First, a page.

Significance: Abnormal lung development in the perinatal period can result in severe neonatal complications, including persistent pulmonary hypertension (PH) of the newborn and bronchopulmonary dysplasia. Reactive oxygen species (ROS) play a substantive role in the development of PH associated with these diseases. ROS impair the normal pulmonary artery (PA) relaxation in response to vasodilators, and ROS are also implicated in pulmonary arterial remodeling, both of which can increase the severity of PH.
Recent Advances: PA ROS levels are elevated when endogenous ROS-generating enzymes are activated and/or when endogenous ROS scavengers are inactivated. Animal models have provided valuable insights into ROS generators and scavengers that are dysregulated in different forms of neonatal PH, thus identifying potential therapeutic targets.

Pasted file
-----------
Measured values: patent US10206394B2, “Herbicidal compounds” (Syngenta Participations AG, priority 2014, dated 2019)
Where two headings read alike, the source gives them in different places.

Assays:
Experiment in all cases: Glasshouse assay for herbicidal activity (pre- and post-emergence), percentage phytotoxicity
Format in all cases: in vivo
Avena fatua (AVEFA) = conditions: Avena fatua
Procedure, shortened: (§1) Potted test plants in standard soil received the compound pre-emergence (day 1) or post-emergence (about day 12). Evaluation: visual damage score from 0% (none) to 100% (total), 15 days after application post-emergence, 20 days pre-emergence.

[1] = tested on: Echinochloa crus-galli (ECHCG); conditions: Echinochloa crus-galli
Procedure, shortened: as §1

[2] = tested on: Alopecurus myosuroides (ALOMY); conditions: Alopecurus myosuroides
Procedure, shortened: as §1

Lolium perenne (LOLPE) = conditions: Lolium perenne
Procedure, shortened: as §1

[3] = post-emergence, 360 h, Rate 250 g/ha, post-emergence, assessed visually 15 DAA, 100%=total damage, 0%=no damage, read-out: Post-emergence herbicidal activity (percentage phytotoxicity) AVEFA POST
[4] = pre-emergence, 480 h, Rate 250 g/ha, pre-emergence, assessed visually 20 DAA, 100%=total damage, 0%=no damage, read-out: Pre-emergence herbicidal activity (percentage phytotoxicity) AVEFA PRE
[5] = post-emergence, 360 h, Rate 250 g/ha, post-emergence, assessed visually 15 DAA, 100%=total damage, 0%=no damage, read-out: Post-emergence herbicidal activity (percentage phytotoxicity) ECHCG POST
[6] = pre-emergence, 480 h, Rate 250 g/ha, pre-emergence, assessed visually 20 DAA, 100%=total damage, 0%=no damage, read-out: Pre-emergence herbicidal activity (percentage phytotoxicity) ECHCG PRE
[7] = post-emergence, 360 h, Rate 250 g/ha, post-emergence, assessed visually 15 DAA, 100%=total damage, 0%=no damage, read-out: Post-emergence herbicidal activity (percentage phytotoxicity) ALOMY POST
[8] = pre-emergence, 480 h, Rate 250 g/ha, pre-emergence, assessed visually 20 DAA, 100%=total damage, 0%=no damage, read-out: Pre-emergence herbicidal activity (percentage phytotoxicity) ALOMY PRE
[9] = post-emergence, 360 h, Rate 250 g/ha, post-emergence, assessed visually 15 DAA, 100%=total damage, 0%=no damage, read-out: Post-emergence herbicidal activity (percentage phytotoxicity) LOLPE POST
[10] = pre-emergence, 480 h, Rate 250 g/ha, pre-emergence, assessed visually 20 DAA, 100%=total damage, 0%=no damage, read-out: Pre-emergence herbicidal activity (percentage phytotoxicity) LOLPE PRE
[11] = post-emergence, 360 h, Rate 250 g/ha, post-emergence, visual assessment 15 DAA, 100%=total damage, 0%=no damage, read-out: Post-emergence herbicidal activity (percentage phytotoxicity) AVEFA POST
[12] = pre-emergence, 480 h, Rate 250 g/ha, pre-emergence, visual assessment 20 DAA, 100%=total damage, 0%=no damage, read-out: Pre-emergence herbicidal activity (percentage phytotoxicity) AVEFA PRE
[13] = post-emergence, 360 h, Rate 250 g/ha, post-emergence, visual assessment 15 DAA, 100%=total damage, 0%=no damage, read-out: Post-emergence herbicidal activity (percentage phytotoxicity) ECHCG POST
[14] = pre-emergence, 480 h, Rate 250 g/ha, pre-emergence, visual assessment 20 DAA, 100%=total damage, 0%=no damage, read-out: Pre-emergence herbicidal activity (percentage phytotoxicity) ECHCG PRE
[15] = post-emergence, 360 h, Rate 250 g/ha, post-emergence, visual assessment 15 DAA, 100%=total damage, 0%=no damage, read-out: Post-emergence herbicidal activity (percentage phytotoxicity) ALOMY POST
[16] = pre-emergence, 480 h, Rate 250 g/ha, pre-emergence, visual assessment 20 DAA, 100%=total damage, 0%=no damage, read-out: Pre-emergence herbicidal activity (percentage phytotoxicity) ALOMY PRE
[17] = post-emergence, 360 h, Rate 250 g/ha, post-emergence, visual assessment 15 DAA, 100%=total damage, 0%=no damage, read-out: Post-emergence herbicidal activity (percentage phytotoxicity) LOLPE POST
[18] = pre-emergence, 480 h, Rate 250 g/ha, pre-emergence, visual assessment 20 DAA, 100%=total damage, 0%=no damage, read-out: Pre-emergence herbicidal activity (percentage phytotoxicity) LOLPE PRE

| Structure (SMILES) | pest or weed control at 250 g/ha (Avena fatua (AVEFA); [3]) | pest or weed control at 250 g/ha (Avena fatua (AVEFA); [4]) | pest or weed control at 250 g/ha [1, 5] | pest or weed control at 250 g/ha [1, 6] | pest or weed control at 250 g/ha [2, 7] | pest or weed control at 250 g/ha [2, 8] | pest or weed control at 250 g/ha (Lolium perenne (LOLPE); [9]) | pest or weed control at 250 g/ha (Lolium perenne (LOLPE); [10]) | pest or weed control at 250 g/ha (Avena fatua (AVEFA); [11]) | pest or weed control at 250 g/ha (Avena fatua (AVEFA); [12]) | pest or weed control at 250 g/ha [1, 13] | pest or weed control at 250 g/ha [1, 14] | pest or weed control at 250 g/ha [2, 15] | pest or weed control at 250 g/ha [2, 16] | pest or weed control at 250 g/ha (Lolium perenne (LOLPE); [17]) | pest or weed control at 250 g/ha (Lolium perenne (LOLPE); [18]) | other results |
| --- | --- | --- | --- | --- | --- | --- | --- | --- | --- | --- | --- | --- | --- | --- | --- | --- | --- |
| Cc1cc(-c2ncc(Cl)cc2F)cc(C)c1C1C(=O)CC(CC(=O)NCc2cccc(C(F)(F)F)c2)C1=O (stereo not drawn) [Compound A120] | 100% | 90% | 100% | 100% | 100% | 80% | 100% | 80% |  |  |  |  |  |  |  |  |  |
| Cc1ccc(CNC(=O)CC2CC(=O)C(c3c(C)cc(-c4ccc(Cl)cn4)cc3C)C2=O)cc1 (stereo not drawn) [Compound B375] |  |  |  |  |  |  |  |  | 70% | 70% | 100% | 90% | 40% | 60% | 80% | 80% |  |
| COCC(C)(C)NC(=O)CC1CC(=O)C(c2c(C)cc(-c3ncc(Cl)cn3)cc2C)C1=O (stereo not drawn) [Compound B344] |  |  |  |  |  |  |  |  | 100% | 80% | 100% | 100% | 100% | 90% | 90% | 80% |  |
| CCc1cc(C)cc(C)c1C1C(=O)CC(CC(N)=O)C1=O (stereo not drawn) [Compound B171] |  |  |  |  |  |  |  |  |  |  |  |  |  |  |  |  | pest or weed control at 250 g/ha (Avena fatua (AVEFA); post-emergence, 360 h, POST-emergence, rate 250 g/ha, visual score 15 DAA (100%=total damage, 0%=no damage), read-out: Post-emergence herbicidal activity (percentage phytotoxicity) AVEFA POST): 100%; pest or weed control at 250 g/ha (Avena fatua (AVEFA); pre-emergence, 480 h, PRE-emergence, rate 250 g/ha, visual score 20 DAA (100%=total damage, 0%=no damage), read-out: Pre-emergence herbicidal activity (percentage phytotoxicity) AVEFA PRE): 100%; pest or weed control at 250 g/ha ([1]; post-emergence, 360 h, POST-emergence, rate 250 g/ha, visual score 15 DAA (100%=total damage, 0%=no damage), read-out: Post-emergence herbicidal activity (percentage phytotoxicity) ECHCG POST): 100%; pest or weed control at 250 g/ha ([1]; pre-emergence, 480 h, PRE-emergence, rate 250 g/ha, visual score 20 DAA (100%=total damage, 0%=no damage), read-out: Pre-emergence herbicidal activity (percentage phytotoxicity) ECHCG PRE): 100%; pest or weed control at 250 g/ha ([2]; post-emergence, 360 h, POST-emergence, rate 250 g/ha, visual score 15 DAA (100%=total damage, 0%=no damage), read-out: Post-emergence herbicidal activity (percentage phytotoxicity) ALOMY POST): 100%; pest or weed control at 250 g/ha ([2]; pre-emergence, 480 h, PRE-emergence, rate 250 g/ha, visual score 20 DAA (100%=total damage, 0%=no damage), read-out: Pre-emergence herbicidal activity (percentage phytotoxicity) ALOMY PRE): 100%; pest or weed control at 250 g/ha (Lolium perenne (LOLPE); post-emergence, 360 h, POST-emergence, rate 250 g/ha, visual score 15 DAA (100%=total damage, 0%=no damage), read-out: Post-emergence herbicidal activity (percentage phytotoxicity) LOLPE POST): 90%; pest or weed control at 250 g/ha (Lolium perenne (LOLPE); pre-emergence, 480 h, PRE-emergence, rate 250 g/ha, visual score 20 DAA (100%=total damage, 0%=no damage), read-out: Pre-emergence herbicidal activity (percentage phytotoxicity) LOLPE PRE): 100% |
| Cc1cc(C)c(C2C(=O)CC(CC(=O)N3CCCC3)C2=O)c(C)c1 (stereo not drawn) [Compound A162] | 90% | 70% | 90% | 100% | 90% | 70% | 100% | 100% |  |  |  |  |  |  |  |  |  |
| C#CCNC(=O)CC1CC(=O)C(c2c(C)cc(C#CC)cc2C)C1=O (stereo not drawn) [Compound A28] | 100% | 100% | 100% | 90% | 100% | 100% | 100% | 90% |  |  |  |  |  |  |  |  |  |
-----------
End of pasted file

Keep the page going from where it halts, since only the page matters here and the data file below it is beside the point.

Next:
Critical Issues: General antioxidant therapy has proved ineffective in reversing PH, suggesting that it is necessary to target specific signaling pathways for successful therapy.
Future Directions: Development of novel selective pharmacologic inhibitors along with nonantioxidant therapies may improve the treatment outcomes of patients with PH, while further investigation of the underlying mechanisms may enable earlier detection of the disease.
ASJC Scopus subject areas
- Cell Biology
- Molecular Biology
- Clinical Biochemistry